Creating sustainable communities that add economic, environmental and social value to people’s lives.

Founded in 1984 in Seattle, Triad Development has grown into a diversified real estate development company with properties throughout the country, and offices in Washington and Northern California. Led by the Company’s co-founder, Frederick W. Grimm, Triad is currently pushing forward with the development of communities featuring nearly 1,500 homes and one million square feet of commercial space, all in various stages of planning, design, permitting and construction.

From its beginning almost 4 decades ago, Triad has displayed an entrepreneurial passion that led it to pursue opportunity with an open mind, free from the cookie-cutter mentality often plaguing other large developers. With collaboration and innovation embedded in the company culture, Triad has exhibited a visionary spirit that continues to be its driving force. Execution of that vision is ensured by Triad’s company work ethic, core competency of its employees and valued consultants, and time-tested problem-solving skills, all contributing to vibrant communities, environmental conservation, and stakeholder prosperity.

A few examples of Triad’s projects honoring its principles include:

  • A 1,200-home mixed-use community in the San Francisco Bay Area with an Arnold Palmer championship golf course and a swim and tennis facility, that also preserves 700 acres of open space with extensive protections for listed/endangered species.
  • A three-building condominium neighborhood developed on a former tar pit that the Washington State Department of Ecology lauded as the most rapid private clean up in state history, which resulted in a win for everyone by creating a vital pedestrian link connecting a vibrant neighborhood to a lakefront park.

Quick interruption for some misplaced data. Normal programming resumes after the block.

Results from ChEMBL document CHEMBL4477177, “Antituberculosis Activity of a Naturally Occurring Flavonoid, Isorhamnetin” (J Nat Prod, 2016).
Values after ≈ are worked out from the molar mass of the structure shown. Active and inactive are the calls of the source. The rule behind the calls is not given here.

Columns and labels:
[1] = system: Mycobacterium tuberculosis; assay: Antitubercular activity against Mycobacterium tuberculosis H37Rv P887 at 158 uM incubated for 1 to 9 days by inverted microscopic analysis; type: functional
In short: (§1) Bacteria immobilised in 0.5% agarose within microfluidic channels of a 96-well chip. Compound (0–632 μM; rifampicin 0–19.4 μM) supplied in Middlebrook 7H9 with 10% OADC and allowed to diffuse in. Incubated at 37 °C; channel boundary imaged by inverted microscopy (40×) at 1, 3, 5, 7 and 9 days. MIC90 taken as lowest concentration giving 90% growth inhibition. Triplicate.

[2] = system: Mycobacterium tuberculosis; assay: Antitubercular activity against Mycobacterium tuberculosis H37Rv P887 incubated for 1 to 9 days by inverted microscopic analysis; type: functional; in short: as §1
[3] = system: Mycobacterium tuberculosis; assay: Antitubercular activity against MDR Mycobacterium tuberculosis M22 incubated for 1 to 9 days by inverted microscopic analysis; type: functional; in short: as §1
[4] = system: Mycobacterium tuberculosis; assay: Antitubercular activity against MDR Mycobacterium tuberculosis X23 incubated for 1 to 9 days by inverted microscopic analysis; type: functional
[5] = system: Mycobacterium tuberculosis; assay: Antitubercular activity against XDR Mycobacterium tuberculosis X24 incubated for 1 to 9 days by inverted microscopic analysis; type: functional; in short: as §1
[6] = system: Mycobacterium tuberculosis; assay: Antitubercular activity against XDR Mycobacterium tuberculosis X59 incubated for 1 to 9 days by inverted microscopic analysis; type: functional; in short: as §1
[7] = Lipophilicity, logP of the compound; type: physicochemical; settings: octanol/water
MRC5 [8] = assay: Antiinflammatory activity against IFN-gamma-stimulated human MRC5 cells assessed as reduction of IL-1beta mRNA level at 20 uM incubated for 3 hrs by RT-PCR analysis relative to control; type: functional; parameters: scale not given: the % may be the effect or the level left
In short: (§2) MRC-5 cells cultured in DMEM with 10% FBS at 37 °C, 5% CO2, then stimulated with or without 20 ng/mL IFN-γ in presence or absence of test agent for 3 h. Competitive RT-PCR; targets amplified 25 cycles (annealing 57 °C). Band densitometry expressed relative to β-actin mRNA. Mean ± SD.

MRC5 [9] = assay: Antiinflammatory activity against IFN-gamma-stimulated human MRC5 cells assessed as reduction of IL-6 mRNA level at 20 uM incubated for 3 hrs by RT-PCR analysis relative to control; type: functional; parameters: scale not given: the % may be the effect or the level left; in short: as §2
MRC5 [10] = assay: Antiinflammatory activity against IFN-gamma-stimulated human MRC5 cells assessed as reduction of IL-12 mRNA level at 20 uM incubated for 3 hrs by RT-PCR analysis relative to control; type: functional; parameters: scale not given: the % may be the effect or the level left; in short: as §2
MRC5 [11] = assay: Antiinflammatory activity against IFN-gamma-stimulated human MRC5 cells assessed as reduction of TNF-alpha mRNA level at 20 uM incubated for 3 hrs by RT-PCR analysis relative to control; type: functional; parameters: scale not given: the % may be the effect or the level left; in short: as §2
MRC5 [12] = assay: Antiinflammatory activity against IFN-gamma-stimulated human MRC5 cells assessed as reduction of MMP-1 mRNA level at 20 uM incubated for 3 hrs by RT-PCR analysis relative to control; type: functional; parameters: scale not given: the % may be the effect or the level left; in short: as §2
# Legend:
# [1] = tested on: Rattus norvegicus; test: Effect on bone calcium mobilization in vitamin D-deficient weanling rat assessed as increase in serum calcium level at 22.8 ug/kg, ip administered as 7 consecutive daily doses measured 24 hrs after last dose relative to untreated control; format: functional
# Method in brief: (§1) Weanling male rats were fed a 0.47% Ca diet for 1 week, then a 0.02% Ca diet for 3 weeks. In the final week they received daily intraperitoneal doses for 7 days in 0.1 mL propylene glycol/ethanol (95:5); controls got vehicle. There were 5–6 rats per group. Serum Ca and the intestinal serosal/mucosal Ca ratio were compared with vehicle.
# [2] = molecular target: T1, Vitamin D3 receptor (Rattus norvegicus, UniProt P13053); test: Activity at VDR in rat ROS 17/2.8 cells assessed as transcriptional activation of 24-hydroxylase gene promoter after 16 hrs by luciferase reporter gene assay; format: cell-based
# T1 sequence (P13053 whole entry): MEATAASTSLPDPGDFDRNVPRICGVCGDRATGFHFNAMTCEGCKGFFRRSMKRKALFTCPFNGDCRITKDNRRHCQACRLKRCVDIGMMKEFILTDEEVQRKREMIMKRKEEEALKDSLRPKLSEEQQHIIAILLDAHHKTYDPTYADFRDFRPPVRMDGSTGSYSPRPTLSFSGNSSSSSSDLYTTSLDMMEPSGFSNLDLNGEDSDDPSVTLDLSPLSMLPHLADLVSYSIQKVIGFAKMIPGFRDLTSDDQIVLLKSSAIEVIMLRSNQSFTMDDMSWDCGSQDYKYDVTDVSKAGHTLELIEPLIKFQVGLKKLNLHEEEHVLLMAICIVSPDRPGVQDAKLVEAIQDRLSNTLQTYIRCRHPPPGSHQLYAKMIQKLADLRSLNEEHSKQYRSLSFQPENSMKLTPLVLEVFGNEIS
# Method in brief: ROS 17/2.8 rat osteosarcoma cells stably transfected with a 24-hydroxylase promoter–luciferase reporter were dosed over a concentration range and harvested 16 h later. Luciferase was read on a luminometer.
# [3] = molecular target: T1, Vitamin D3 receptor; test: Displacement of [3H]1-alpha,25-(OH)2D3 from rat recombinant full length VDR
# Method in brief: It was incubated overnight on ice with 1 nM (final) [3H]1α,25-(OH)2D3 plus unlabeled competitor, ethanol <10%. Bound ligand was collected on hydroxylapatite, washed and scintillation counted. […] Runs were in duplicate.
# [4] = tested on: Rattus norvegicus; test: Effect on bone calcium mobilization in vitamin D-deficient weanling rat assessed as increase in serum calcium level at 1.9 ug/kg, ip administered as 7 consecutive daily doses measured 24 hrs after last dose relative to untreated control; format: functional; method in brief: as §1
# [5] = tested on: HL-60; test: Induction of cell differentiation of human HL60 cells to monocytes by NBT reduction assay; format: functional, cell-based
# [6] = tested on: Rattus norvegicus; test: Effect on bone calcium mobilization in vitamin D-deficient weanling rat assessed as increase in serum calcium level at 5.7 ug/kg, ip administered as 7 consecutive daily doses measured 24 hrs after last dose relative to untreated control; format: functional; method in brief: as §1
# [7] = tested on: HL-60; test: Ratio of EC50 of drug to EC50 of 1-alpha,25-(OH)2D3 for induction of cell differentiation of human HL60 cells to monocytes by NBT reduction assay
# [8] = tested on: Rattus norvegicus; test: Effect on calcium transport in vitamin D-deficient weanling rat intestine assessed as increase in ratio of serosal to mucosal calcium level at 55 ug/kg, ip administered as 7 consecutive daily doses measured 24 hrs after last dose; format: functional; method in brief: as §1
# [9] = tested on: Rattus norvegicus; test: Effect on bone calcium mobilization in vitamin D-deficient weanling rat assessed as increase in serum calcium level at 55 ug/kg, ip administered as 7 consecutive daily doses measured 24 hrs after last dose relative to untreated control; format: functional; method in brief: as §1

• An award-winning 350-unit residential community built on an old tank farm. With its stunning Puget Sound vista points and widespread community access, it has become a source of pride for the community instead of the alternative use, for which the site had been targeted: a regional sewage treatment facility.
  • Numerous historic buildings renovated following decades of abandonment, neglect or functional impairment into successfully functioning spaces, all benefitting from a connection to the past with an eye to the future, befitting listings on the National Historic Register.
  • Live/work/play communities that follow green building standards, using solar energy, stormwater management, grey water recycling and numerous sustainable features, providing balance with nature whether it’s through a mule deer habitat preservation program, riparian corridors or red-legged frog protection and ecosystem enhancement.
  • A blighted former munitions factory converted into a day spa, restaurants, wellness center and climbing gym, creating an engaging street scene and helping to connect the gap with a community bike trail.